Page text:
# 8

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I often notice that in many (not all) discussions about utility functions, one side is "for" their relevance, while others tend to be "against" their usefulness, without explicitly saying what they mean. I don't think this is causing any deep confusions among researchers here, but I'd still like to take a stab at disambiguating some of this, if nothing else for my own sake. Here are some distinct (albeit related) ways that utility functions can come up in AI safety, in terms of what assumptions/hypotheses they give rise to:

AGI utility hypothesis: The first AGI will behave as if it is maximizing some utility function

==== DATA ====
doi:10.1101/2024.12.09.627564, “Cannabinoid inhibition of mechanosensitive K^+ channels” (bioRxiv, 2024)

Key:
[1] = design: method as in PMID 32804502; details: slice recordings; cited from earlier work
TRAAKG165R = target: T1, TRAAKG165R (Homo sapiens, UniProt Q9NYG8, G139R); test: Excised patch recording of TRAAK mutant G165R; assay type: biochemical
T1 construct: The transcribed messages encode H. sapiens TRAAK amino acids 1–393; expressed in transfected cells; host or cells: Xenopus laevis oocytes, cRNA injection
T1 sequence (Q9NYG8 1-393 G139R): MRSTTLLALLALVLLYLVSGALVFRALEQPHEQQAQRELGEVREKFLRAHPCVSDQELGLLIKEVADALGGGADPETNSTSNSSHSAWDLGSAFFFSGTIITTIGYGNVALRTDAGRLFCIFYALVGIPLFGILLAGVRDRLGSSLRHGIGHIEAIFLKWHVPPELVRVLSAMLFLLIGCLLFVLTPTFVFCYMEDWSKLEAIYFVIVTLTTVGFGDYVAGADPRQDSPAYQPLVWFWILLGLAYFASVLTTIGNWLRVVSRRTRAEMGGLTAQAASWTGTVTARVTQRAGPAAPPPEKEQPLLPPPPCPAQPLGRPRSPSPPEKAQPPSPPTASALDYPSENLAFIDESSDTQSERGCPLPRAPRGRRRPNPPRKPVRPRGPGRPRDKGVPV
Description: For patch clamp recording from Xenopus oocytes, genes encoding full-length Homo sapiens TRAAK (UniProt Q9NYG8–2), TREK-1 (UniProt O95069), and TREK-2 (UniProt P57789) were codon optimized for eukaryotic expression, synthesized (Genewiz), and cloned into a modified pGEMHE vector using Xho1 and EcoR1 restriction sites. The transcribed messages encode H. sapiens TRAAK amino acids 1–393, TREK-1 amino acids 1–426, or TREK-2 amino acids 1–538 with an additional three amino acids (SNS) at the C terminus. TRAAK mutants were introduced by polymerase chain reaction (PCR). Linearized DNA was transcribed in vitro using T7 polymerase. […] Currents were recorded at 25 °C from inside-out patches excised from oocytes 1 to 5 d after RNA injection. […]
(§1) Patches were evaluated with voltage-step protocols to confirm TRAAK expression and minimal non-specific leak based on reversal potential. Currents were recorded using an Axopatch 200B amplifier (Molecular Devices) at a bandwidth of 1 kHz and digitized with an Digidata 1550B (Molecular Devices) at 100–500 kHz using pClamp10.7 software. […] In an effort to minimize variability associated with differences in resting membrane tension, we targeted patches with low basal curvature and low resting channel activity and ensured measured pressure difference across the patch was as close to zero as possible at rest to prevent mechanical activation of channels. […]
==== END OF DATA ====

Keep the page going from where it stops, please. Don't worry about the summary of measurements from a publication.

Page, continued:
ASI utility hypothesis: As AI capabilities improve well beyond human-level, it will behave more and more as if it is maximizing some utility function (or will have already reached that ideal earlier and stayed there)

Human utility hypothesis: Even though in some experimental contexts humans seem to not even be particularly goal-directed, utility functions are often a useful model of human preferences to use in AI safety research

Coherent Extrapolated Volition (CEV) hypothesis: For a given human H, there exists some utility function V such that if H is given the appropriate time/resources for reflection, H's values would converge to V